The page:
38.The Committee had received reports that access to justice was almost non-existent on the Family Islands, that police posts were understaffed and that perpetrators of violence and sexual harassment often acted with impunity. She asked whether the police officers and magistrates serving on the Family Islands had been trained on gender issues. Despite the Bahamas being highly vulnerable to the impact of climate change and to natural and environmental disasters, the report was silent on the gender dimension of climate change and disaster risk reduction. She understood that the State party had already undertaken a gender impact assessment in that connection with the assistance of UN-Women. She asked what the outcome of the assessment had been, and whether it had informed the content of new policy measures, and how the State party ensured that women were involved in the preparation, adoption and implementation of related national policies, in keeping with the Committee’s general recommendation No. 37 on the gender-related dimensions of disaster risk reduction in the context of climate change.
39.Mr. Campbell (Bahamas) said that the country’s shortcomings in the area of statistical data collection made it difficult to measure the impact of the programmes being rolled out in various sectors. Female heads of household, specifically single mothers, and older persons were the main beneficiaries of the programmes conducted by the Department of Social Services. The Department provided emergency assistance to cover the cost of food, death and burial, rent, temporary accommodation in the case of a forced eviction, utilities, school uniforms and preschool. It also conducted a small-scale home repairs programme. Repair services were only available to homeowners actually living in the property and not to renters so as to encourage absentee homeowners to invest in their property. The National Insurance Board provided persons aged 65 years and over who had not contributed to a pension scheme with a monthly allowance. A similar social safety net was in place for persons with disabilities. Upon instruction from school guidance counsellors, social workers could conduct visits to the homes of children who were experiencing difficulties or who showed signs of neglect. Social workers were present on every island but one. A social worker from a neighbouring island provided the necessary services. It was hoped that a permanent social worker for that island could be recruited in the near future.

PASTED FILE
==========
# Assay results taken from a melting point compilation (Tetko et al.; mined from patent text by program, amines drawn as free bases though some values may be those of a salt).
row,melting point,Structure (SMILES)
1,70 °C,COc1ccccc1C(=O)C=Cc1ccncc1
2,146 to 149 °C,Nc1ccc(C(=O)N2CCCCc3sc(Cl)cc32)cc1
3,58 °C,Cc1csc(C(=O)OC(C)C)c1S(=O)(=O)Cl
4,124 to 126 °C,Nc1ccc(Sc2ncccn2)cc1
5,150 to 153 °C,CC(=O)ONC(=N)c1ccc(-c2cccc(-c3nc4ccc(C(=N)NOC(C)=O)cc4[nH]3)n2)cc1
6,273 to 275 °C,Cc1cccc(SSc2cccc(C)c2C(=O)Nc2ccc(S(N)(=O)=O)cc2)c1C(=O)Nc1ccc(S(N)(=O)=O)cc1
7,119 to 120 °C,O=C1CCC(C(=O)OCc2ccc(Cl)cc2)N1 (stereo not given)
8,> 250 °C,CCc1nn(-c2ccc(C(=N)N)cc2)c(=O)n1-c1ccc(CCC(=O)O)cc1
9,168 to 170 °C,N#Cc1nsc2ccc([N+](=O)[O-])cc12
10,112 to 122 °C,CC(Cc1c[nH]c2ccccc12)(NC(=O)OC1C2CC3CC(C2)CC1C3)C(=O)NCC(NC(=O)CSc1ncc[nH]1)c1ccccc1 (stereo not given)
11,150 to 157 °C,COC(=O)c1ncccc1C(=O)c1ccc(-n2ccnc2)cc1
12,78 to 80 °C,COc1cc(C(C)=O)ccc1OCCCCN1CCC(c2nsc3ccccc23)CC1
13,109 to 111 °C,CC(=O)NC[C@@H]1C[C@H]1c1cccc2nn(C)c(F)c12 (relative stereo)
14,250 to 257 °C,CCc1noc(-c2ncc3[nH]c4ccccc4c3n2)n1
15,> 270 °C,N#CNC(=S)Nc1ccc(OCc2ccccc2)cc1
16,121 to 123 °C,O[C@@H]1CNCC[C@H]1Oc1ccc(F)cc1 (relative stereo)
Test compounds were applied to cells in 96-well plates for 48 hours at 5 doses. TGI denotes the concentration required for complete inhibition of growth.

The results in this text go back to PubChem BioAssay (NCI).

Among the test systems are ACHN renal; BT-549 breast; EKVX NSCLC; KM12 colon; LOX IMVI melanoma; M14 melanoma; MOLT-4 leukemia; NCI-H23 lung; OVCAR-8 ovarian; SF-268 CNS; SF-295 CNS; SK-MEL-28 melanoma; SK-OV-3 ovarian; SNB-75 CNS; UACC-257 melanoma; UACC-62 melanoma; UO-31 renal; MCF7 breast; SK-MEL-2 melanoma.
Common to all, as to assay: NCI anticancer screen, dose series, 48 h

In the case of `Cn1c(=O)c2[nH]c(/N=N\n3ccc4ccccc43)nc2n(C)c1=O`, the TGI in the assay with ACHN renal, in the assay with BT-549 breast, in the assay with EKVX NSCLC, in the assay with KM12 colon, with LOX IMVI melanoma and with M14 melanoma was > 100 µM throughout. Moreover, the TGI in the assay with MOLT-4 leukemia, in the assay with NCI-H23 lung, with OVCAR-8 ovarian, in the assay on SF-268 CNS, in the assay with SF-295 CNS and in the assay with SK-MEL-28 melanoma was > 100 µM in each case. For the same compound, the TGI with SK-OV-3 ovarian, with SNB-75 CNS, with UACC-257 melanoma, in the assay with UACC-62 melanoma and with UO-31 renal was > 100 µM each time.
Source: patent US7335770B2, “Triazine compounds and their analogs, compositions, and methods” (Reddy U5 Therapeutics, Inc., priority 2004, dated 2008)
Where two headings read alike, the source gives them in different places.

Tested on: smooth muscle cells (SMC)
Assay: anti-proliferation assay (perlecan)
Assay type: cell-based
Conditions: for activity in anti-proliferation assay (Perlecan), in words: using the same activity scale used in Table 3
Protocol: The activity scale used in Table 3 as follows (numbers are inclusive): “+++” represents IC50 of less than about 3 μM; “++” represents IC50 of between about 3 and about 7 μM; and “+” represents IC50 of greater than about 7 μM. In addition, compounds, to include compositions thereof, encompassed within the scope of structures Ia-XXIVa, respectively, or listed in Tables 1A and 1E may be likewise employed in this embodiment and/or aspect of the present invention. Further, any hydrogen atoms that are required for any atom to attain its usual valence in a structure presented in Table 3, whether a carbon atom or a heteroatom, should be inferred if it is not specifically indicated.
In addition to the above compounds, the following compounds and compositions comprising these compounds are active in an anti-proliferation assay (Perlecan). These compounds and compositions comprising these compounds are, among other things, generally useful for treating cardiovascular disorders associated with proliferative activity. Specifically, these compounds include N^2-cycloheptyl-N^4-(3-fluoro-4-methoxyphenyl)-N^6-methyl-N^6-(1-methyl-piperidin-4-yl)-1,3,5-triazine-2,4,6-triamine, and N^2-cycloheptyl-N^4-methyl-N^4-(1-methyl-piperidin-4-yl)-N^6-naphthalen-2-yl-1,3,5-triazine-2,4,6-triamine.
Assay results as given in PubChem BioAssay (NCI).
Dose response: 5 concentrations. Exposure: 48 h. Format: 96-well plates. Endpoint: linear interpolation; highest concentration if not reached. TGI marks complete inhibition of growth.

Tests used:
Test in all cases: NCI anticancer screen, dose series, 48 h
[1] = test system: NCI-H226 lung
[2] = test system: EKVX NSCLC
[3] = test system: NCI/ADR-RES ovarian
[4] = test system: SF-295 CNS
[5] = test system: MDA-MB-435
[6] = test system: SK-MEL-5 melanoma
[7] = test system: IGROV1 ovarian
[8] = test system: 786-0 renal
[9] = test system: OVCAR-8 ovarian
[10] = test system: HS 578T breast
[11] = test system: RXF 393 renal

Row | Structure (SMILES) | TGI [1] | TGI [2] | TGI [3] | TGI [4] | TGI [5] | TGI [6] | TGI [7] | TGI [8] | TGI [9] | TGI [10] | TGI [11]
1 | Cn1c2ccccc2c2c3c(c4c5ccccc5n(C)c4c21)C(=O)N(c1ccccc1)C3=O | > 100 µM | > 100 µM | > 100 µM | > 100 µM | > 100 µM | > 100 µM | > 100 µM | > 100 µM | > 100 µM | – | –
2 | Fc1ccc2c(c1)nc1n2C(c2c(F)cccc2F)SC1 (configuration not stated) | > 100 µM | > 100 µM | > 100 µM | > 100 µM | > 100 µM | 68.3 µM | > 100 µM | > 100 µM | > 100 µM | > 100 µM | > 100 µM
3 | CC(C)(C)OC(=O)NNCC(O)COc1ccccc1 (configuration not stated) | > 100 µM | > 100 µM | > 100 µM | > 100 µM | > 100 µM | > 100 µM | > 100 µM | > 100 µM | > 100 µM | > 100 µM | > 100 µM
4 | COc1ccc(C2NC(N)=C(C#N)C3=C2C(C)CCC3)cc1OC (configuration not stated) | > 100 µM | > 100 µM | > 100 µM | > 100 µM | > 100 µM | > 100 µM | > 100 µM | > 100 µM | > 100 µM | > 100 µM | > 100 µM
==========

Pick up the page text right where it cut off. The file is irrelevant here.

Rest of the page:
40.The majority of the so-called shanty towns were located in New Providence and were the result of persons having built, without a permit, houses that did not meet applicable industry standards. Those houses did, however, have electricity, running water, telephones, cable television and Internet and, in some cases, even made use of alternative energy. Moreover, those communities had their own amenities, such as shops, restaurants and entertainment facilities. However, the lack of organization in such places was a major cause for concern, as the closely built, improvised housing of such communities prevented emergency vehicles from gaining ready access to them.
41.The agricultural products of Family Island women were transported to a packing house where they were purchased by government representatives and taken to market. Cooperatives were actively involved in helping women sell their handicraft products at market. Regrettably, no quota for women was in place in that sector.
42.Although there were no mental health professionals stationed on the Family Islands, primary health-care professionals could refer patients for mental health treatment if necessary. It was not unusual for patients in need of specific care to be transferred to a larger island or for the health-care professionals qualified to provide it to travel to the patient.
43.The widely held belief that the Bahamas was a tax haven was in fact erroneous. The Government of the Bahamas prided itself on its strict compliance with international standards relating to tax cooperation and tax transparency. The financial services sector was a major driver of the Bahamian economy, providing direct and indirect employment to around 20,000 Bahamians and accounting for more than 15 per cent of the country’s gross domestic product.